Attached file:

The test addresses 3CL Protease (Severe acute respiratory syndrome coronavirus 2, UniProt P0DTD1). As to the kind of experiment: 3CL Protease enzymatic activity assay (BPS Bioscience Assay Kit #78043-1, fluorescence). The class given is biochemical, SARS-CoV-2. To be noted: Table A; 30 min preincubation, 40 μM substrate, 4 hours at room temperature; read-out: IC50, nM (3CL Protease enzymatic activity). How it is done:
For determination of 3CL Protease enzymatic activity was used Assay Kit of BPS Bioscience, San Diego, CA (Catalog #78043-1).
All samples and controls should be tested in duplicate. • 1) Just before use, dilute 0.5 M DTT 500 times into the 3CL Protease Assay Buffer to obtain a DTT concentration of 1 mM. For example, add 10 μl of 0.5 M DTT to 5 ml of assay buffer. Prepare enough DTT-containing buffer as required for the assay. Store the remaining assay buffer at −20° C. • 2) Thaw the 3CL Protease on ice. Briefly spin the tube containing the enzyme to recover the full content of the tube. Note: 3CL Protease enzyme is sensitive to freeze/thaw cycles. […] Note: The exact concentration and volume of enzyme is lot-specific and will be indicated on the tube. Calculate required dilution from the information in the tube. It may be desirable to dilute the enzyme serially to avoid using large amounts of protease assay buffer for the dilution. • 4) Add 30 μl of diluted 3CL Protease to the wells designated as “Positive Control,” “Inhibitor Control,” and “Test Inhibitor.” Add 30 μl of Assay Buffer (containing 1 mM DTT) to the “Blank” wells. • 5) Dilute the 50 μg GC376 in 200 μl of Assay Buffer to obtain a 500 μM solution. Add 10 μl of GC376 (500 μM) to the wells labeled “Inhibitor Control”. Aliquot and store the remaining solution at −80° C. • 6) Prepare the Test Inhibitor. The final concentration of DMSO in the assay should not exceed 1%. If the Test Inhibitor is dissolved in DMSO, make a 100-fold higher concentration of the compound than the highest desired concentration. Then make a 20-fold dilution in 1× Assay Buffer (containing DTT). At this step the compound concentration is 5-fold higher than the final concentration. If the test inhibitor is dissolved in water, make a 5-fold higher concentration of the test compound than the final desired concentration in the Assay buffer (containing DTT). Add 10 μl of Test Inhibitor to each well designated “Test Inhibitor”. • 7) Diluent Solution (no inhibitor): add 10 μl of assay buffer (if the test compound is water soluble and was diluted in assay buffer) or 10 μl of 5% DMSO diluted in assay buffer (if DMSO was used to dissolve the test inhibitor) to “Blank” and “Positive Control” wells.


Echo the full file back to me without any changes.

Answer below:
The test addresses 3CL Protease (Severe acute respiratory syndrome coronavirus 2, UniProt P0DTD1). As to the kind of experiment: 3CL Protease enzymatic activity assay (BPS Bioscience Assay Kit #78043-1, fluorescence). The class given is biochemical, SARS-CoV-2. To be noted: Table A; 30 min preincubation, 40 μM substrate, 4 hours at room temperature; read-out: IC50, nM (3CL Protease enzymatic activity). How it is done:
For determination of 3CL Protease enzymatic activity was used Assay Kit of BPS Bioscience, San Diego, CA (Catalog #78043-1).
All samples and controls should be tested in duplicate. • 1) Just before use, dilute 0.5 M DTT 500 times into the 3CL Protease Assay Buffer to obtain a DTT concentration of 1 mM. For example, add 10 μl of 0.5 M DTT to 5 ml of assay buffer. Prepare enough DTT-containing buffer as required for the assay. Store the remaining assay buffer at −20° C. • 2) Thaw the 3CL Protease on ice. Briefly spin the tube containing the enzyme to recover the full content of the tube. Note: 3CL Protease enzyme is sensitive to freeze/thaw cycles. […] Note: The exact concentration and volume of enzyme is lot-specific and will be indicated on the tube. Calculate required dilution from the information in the tube. It may be desirable to dilute the enzyme serially to avoid using large amounts of protease assay buffer for the dilution. • 4) Add 30 μl of diluted 3CL Protease to the wells designated as “Positive Control,” “Inhibitor Control,” and “Test Inhibitor.” Add 30 μl of Assay Buffer (containing 1 mM DTT) to the “Blank” wells. • 5) Dilute the 50 μg GC376 in 200 μl of Assay Buffer to obtain a 500 μM solution. Add 10 μl of GC376 (500 μM) to the wells labeled “Inhibitor Control”. Aliquot and store the remaining solution at −80° C. • 6) Prepare the Test Inhibitor. The final concentration of DMSO in the assay should not exceed 1%. If the Test Inhibitor is dissolved in DMSO, make a 100-fold higher concentration of the compound than the highest desired concentration. Then make a 20-fold dilution in 1× Assay Buffer (containing DTT). At this step the compound concentration is 5-fold higher than the final concentration. If the test inhibitor is dissolved in water, make a 5-fold higher concentration of the test compound than the final desired concentration in the Assay buffer (containing DTT). Add 10 μl of Test Inhibitor to each well designated “Test Inhibitor”. • 7) Diluent Solution (no inhibitor): add 10 μl of assay buffer (if the test compound is water soluble and was diluted in assay buffer) or 10 μl of 5% DMSO diluted in assay buffer (if DMSO was used to dissolve the test inhibitor) to “Blank” and “Positive Control” wells.